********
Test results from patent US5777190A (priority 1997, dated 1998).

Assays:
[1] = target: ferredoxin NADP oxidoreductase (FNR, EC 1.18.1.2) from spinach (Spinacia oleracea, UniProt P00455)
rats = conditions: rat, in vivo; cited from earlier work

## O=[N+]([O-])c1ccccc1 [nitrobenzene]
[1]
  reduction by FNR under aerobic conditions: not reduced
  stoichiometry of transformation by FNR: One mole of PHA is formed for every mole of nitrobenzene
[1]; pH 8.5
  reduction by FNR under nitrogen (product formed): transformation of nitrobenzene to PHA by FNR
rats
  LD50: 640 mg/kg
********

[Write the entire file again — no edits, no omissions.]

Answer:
Test results from patent US5777190A (priority 1997, dated 1998).

Assays:
[1] = target: ferredoxin NADP oxidoreductase (FNR, EC 1.18.1.2) from spinach (Spinacia oleracea, UniProt P00455)
rats = conditions: rat, in vivo; cited from earlier work

## O=[N+]([O-])c1ccccc1 [nitrobenzene]
[1]
  reduction by FNR under aerobic conditions: not reduced
  stoichiometry of transformation by FNR: One mole of PHA is formed for every mole of nitrobenzene
[1]; pH 8.5
  reduction by FNR under nitrogen (product formed): transformation of nitrobenzene to PHA by FNR
rats
  LD50: 640 mg/kg